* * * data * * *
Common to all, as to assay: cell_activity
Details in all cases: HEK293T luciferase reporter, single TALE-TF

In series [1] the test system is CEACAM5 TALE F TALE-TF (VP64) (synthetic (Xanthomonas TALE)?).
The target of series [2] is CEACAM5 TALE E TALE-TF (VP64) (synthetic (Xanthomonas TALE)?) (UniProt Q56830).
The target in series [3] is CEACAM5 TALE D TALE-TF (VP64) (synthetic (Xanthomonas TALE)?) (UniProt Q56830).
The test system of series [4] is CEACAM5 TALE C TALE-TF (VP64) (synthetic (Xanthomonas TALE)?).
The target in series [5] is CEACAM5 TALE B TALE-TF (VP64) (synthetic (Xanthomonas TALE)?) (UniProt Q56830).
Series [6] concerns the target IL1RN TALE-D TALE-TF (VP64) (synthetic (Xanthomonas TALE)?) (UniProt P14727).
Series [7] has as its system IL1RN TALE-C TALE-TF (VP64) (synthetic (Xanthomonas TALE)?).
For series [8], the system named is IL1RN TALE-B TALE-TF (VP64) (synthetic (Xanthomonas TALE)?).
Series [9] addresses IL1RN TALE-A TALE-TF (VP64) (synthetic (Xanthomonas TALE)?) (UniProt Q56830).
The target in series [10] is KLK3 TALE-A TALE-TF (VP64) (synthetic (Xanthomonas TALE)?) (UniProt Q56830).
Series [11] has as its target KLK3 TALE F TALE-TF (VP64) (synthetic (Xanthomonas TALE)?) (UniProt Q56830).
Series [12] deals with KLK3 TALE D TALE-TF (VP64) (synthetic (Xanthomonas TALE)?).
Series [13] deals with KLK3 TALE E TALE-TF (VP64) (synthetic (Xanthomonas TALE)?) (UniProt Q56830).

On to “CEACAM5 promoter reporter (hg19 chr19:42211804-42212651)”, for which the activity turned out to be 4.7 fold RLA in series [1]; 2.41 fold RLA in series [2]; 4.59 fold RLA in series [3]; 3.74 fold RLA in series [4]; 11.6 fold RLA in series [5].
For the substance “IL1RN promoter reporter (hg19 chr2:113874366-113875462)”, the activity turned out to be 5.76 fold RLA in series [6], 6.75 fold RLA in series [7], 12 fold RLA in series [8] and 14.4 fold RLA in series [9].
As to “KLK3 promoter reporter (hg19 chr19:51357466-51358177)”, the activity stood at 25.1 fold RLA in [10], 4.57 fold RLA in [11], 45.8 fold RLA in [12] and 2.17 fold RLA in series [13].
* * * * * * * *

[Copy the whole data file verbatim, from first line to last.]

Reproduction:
Common to all, as to assay: cell_activity
Details in all cases: HEK293T luciferase reporter, single TALE-TF

In series [1] the test system is CEACAM5 TALE F TALE-TF (VP64) (synthetic (Xanthomonas TALE)?).
The target of series [2] is CEACAM5 TALE E TALE-TF (VP64) (synthetic (Xanthomonas TALE)?) (UniProt Q56830).
The target in series [3] is CEACAM5 TALE D TALE-TF (VP64) (synthetic (Xanthomonas TALE)?) (UniProt Q56830).
The test system of series [4] is CEACAM5 TALE C TALE-TF (VP64) (synthetic (Xanthomonas TALE)?).
The target in series [5] is CEACAM5 TALE B TALE-TF (VP64) (synthetic (Xanthomonas TALE)?) (UniProt Q56830).
Series [6] concerns the target IL1RN TALE-D TALE-TF (VP64) (synthetic (Xanthomonas TALE)?) (UniProt P14727).
Series [7] has as its system IL1RN TALE-C TALE-TF (VP64) (synthetic (Xanthomonas TALE)?).
For series [8], the system named is IL1RN TALE-B TALE-TF (VP64) (synthetic (Xanthomonas TALE)?).
Series [9] addresses IL1RN TALE-A TALE-TF (VP64) (synthetic (Xanthomonas TALE)?) (UniProt Q56830).
The target in series [10] is KLK3 TALE-A TALE-TF (VP64) (synthetic (Xanthomonas TALE)?) (UniProt Q56830).
Series [11] has as its target KLK3 TALE F TALE-TF (VP64) (synthetic (Xanthomonas TALE)?) (UniProt Q56830).
Series [12] deals with KLK3 TALE D TALE-TF (VP64) (synthetic (Xanthomonas TALE)?).
Series [13] deals with KLK3 TALE E TALE-TF (VP64) (synthetic (Xanthomonas TALE)?) (UniProt Q56830).

On to “CEACAM5 promoter reporter (hg19 chr19:42211804-42212651)”, for which the activity turned out to be 4.7 fold RLA in series [1]; 2.41 fold RLA in series [2]; 4.59 fold RLA in series [3]; 3.74 fold RLA in series [4]; 11.6 fold RLA in series [5].
For the substance “IL1RN promoter reporter (hg19 chr2:113874366-113875462)”, the activity turned out to be 5.76 fold RLA in series [6], 6.75 fold RLA in series [7], 12 fold RLA in series [8] and 14.4 fold RLA in series [9].
As to “KLK3 promoter reporter (hg19 chr19:51357466-51358177)”, the activity stood at 25.1 fold RLA in [10], 4.57 fold RLA in [11], 45.8 fold RLA in [12] and 2.17 fold RLA in series [13].